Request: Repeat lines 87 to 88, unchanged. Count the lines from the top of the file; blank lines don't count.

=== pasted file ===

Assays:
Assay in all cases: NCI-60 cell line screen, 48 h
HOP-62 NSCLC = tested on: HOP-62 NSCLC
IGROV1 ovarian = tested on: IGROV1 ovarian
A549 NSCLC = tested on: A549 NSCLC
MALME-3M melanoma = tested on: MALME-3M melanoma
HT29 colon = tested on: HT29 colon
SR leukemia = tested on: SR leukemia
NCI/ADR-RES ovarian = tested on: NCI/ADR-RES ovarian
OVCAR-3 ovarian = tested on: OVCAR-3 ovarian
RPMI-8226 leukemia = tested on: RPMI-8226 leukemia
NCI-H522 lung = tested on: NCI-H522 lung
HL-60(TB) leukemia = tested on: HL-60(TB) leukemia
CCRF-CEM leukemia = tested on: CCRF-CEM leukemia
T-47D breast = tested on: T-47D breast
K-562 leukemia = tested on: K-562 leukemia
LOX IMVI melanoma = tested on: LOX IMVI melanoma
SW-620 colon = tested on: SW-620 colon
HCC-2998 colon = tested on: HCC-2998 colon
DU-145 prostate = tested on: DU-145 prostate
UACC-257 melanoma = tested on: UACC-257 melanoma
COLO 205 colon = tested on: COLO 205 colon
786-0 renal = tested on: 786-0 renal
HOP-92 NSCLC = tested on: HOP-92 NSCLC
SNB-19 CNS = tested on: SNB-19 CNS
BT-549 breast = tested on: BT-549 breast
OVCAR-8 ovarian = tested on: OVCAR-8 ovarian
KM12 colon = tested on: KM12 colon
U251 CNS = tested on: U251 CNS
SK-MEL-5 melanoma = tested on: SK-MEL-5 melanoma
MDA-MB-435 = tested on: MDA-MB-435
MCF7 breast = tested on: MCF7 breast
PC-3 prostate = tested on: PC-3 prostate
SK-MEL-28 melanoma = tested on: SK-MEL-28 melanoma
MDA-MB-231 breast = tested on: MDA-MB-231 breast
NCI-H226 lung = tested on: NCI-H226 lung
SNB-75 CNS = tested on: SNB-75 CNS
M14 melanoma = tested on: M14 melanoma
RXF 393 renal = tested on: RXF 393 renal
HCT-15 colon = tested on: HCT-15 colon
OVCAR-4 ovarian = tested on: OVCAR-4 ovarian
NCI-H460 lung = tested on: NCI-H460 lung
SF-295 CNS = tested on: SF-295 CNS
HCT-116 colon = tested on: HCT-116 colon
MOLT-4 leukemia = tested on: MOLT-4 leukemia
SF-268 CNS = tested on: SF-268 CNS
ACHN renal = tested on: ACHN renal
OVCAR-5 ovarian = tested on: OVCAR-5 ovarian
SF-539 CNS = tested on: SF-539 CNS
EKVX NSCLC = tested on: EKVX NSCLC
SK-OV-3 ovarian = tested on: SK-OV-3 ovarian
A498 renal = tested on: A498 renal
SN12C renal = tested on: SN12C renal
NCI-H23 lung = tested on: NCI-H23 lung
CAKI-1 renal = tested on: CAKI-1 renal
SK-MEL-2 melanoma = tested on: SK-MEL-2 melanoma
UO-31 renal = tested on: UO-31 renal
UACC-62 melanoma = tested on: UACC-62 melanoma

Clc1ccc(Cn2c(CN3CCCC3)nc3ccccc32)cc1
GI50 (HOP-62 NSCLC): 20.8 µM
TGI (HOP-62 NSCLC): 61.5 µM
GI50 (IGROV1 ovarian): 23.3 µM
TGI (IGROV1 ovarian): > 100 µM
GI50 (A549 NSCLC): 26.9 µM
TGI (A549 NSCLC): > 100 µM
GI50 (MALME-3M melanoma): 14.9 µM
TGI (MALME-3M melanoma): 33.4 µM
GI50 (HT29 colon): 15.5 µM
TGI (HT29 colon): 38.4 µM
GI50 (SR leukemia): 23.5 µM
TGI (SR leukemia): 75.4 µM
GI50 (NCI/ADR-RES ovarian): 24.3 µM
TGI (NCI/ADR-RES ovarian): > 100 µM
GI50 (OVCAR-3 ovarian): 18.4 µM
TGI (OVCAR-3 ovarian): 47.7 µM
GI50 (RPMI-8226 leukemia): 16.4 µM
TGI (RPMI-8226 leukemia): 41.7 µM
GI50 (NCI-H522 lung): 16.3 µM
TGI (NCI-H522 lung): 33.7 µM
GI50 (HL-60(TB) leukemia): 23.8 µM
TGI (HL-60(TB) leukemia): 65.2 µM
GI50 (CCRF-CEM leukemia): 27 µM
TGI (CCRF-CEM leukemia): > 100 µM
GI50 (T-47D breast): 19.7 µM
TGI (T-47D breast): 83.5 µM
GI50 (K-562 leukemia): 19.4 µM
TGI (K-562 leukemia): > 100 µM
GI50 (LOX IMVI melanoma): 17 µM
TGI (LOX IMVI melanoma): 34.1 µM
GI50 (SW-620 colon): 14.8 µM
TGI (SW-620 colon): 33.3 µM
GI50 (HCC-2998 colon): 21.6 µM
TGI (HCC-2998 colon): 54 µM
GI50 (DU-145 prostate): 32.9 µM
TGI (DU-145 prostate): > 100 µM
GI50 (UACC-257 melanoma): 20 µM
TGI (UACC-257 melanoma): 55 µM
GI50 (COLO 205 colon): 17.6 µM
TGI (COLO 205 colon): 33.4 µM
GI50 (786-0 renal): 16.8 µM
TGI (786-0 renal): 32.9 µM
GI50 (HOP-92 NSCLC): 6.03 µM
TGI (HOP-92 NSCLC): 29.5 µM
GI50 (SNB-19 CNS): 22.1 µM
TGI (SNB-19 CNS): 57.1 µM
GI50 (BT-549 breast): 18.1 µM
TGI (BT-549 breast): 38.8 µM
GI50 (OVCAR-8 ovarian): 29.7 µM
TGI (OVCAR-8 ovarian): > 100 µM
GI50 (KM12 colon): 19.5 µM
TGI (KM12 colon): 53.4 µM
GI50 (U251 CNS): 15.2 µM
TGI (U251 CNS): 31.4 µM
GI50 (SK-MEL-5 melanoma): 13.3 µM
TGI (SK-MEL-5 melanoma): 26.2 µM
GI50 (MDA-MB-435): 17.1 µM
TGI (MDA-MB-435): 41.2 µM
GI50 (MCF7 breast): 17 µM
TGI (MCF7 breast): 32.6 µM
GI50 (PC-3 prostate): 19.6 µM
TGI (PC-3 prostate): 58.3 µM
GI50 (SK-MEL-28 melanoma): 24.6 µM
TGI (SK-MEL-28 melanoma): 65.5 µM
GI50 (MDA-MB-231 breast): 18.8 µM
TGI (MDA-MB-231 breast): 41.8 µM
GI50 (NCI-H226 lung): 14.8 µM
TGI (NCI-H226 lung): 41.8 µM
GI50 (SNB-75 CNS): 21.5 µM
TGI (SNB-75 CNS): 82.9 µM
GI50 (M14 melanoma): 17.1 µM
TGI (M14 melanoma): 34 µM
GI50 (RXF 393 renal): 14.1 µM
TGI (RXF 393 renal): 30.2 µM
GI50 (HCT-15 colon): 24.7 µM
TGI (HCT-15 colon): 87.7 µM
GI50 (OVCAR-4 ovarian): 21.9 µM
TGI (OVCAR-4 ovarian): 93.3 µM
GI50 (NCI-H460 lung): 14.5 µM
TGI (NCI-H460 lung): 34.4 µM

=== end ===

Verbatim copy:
TGI (K-562 leukemia): > 100 µM
GI50 (LOX IMVI melanoma): 17 µM